• Encrypt all data with user key - similar to its predecessor, it obfuscates entire package content, however rather than prompting for a password, it applies a cryptography algorithm that leverages a master key stored in the Windows profile of the user who requests encryption. (The master key, in turn, is encrypted with a value derived from that user's password, following Data Protection API specifications). Reversing this process (which needs to happen in order to view, import, export, or execute the package) requires access to the same key. Effectively, this option is not suitable in scenarios in which packages are developed or executed by multiple users (and warrants special considerations when running them as SQL Server Agent jobs). In addition, since the key is protected with the user's password, resetting it might render the package useless.
  • Encrypt sensitive data with password - employs the same encryption mechanism as the Encrypt all with password level, but applies it only to sensitive data. In order to successfully execute a package encrypted in this manner you will need to supply the password (this can be automated by taking advantage of /DECRYPT switch of DTExec utility). Note that the password is not required in order to open such packages in the Business Intelligence Development Studio, although, in such cases, none of the protected entries will be preserved.
  • Encrypt sensitive data with user key - mirrors the behavior of Encrypt all with user key protection level, but applies it only to sensitive data. Attempting execution of such packages without access to the symmetric key that was used to encrypt it (for example, when launching it in the security context of another user or without access to the profile where the key is stored) will result in failure. On the other hand, it is possible to open the package for edits under the same circumstances (although without the ability to view sensitive data). It is important to realize that this is the default protection level applied to packages created with Business Intelligence Development Studio. (To modify it, right-click on the empty area of the Control Flow tab in the SSIS Designer, select Properties item from the context sensitive menu, and check ProtectionLevel entry in the Properties window).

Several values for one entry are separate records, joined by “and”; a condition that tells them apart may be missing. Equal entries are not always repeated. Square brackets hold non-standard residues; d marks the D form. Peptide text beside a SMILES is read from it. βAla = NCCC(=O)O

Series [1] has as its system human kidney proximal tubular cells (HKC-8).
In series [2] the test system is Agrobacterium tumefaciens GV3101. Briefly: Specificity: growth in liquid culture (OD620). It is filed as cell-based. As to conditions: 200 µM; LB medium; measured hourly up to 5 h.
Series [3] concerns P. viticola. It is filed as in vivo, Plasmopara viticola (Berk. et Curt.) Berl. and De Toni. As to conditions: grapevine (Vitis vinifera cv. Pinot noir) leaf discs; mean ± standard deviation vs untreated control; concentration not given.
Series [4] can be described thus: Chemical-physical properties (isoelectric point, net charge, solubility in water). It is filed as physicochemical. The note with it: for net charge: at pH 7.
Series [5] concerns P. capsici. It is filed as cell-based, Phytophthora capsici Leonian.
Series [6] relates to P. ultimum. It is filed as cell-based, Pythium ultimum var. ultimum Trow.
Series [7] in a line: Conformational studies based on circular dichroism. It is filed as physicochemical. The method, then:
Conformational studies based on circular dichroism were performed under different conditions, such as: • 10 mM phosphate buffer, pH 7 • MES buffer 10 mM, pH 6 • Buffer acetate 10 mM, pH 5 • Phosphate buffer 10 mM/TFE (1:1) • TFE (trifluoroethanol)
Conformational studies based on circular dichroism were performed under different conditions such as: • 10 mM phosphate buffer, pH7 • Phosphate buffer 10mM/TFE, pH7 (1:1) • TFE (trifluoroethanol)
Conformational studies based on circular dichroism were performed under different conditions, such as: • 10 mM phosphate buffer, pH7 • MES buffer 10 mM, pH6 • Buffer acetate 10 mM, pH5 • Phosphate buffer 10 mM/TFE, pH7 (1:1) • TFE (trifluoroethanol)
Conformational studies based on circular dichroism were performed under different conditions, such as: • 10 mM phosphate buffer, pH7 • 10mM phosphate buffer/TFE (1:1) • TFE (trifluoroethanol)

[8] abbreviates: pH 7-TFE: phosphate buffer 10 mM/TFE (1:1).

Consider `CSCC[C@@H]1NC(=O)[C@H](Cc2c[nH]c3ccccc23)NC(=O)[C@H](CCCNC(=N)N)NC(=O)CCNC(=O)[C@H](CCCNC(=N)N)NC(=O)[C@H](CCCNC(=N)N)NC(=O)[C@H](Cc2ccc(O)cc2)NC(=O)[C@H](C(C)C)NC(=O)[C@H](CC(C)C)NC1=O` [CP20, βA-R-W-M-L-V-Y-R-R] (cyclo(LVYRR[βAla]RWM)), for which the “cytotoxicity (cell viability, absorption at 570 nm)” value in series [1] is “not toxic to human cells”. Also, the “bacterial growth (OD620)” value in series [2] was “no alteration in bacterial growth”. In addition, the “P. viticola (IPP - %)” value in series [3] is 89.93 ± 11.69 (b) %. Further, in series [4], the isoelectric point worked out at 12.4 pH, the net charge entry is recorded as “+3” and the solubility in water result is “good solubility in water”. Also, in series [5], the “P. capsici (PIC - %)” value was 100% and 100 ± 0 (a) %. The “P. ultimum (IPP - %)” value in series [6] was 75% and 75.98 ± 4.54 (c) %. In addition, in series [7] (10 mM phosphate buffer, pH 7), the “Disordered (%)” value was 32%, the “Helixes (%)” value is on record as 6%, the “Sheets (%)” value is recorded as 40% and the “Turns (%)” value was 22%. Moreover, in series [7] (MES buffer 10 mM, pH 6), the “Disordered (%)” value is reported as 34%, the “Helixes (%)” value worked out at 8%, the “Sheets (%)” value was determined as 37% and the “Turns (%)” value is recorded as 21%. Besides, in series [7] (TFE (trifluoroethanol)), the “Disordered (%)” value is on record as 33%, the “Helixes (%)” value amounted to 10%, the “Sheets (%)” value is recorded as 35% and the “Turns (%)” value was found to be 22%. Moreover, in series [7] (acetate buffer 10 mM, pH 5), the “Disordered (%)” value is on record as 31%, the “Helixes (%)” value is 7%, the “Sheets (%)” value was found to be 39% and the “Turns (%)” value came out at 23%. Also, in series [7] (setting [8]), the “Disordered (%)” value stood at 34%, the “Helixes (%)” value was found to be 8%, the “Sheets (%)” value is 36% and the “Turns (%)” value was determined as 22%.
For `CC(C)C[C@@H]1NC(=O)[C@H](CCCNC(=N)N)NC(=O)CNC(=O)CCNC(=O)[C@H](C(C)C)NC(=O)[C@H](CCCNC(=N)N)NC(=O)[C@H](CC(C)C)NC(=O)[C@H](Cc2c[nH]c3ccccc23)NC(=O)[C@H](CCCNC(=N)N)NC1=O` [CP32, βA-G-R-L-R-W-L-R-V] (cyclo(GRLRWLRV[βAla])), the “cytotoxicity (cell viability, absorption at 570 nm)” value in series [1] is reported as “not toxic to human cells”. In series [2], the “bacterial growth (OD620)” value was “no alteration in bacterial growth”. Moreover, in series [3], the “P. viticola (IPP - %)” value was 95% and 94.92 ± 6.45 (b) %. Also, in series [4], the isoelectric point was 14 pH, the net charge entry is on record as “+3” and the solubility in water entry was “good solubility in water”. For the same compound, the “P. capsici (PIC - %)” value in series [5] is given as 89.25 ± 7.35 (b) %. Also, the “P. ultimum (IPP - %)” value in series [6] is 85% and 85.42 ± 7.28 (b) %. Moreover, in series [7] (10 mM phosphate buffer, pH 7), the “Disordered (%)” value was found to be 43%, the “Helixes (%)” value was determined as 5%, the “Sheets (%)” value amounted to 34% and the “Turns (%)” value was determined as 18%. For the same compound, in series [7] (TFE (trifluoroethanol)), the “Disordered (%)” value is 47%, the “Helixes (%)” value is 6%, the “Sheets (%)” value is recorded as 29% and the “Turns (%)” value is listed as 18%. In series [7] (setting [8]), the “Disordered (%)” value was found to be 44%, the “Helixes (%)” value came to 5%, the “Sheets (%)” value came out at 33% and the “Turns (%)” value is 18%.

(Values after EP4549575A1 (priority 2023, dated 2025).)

• Rely on server storage and roles for access control - available only when using SQL Server storage option, it does not encrypt package content, but instead relegates this responsibility to the role-based mechanism of msdb database (described above).

Your decision to choose a storage type should be based primarily on functionality, convenience, and security factors. For example, during package development, it might be advisable to use .dtsx files, since Business Intelligence Development Studio does not natively support direct edits to SQL Server resident packages (otherwise, you will be forced to export them first via SQL Server Management Studio). In addition, note that your choice will affect the backup strategy (packages incorporated into msdb database are part of the regular SQL Server backups, while those hosted in the file system will need to be included in the operating system backups).

» See All Articles by Columnist Marcin Policht